Men’s College Basketball 3-Point Line Moving Back
The NCAA Playing Rules Oversight Panel approved moving the 3-point line to the international basketball distance of 22 feet, 1¾ inches in men’s basketball.
The women’s 3-point line will remain at its current distance, which is 20 feet 9 inches, although it will be experimented with at the longer distance in all post-season competition outside of the NCAA Tournament.
The new men’s 3-point line will be effective for the 2019-20 season in Division I. Due to the potential financial impact of placing a new line on courts, the new 3-point line will go into effect for the 2020-21 season in Divisions II and III.
Men’s Basketball Rules Committee members recommended the change after receiving positive feedback from the annual rules survey from coaches whose teams competed in the 2018 and 2019 National Invitation Tournament, where the international 3-point distance was used on an experimental basis.
The committee cited the following rationale for extending the line:
Making the lane more available for dribble/drive plays from the perimeter.
Slowing the trend of the 3-point shot becoming too prevalent in men’s college basketball by making the shot a bit more challenging, while at the same time keeping the shot an integral part of the game.
Assisting in offensive spacing by requiring the defense to cover more of the court.
Teams in the 2019 NIT averaged 23.1 field goal attempts in the tournament from behind the arc, compared with 22.8 3-point attempts in the 2018-19 regular season. The 3-point shooting percentage of teams in the 2019 NIT was 33%, compared with their regular season average of 35.2%.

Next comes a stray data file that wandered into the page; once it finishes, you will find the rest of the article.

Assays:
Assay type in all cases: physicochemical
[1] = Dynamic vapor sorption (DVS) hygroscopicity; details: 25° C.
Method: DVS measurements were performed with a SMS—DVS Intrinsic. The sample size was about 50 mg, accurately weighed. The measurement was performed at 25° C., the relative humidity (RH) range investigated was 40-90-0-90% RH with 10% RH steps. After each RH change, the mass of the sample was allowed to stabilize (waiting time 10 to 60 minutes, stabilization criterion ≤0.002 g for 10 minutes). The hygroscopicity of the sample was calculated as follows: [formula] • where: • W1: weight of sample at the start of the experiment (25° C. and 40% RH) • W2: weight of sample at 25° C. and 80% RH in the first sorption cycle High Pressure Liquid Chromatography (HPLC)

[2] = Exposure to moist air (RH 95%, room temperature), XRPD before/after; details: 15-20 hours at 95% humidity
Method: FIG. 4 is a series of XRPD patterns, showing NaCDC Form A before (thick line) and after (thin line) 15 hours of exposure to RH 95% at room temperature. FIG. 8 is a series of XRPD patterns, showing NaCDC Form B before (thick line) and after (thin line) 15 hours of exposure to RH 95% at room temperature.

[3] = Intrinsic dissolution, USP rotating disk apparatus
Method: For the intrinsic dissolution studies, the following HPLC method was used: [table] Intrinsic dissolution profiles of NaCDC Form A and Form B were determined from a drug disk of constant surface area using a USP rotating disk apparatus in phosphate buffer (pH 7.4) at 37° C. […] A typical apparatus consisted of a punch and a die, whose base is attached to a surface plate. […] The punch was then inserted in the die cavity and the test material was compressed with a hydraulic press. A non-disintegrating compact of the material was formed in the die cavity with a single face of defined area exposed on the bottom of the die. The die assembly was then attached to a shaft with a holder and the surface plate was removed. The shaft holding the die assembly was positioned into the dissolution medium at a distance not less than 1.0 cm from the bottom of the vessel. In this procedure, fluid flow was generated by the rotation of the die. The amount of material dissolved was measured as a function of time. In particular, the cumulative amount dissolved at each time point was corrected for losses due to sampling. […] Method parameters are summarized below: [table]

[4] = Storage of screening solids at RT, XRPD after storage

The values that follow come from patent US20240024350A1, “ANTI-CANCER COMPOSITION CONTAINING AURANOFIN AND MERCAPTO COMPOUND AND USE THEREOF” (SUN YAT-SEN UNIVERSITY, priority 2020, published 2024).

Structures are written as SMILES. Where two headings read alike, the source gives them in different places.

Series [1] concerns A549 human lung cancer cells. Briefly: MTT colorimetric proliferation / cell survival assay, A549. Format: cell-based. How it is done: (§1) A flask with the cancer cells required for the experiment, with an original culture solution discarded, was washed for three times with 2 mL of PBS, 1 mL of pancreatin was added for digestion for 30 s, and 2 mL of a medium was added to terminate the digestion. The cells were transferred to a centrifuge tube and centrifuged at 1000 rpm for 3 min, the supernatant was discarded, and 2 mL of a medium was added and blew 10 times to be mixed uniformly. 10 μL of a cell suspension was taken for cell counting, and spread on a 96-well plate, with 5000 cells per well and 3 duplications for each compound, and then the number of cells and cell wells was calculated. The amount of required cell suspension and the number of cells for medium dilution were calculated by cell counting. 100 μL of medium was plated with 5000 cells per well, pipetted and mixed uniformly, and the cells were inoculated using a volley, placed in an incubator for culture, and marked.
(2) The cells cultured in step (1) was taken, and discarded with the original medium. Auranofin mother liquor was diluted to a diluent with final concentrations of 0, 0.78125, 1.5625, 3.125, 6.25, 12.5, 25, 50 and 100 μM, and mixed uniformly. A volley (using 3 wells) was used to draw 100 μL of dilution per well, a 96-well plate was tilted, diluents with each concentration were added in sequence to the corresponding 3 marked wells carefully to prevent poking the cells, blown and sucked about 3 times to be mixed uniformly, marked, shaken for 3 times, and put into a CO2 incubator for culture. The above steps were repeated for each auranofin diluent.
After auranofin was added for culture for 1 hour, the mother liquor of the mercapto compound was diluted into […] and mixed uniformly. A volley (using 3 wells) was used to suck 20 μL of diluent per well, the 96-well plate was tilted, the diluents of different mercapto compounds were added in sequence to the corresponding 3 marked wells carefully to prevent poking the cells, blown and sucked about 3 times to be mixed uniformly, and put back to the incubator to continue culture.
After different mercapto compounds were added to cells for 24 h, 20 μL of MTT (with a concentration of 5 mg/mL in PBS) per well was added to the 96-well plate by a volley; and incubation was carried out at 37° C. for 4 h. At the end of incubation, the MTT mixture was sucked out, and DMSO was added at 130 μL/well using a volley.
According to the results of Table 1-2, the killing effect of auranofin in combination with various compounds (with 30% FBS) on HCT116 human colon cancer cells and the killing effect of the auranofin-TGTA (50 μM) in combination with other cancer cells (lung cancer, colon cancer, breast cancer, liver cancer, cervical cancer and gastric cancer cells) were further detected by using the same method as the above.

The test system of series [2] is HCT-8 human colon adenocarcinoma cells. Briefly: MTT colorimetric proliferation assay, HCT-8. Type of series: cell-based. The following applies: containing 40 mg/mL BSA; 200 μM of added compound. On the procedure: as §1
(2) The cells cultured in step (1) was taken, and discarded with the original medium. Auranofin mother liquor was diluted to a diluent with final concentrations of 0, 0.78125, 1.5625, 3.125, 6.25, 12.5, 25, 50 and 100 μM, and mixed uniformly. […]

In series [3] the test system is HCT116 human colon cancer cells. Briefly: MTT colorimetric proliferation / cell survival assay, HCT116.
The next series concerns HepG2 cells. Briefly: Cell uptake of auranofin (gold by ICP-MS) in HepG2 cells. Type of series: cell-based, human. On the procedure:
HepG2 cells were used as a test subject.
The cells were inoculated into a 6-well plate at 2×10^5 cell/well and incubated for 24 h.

When the line was moved before the 2008-09 season, the distance went from 19 feet, 9 inches to 20 feet, 9 inches. The percentage of 3-point shots made during that season compared with the previous season declined from 35.2% to 34.4%. The percentage of made 3-point field goals steadily increased back to 35.2% in Division I by the 2017-18 season.
The panel also approved resetting the shot clock at 20 seconds after a field goal attempt hits the rim and the offensive team rebounds the ball in the front court. That change will also be implemented for this season in the women’s game.
The change is being made to enhance the pace of the game. The committee decided a full 30-second shot clock is not needed because the offensive team is already in the front court after securing the rebound.
This was an experimental rule in the 2019 NIT, as well.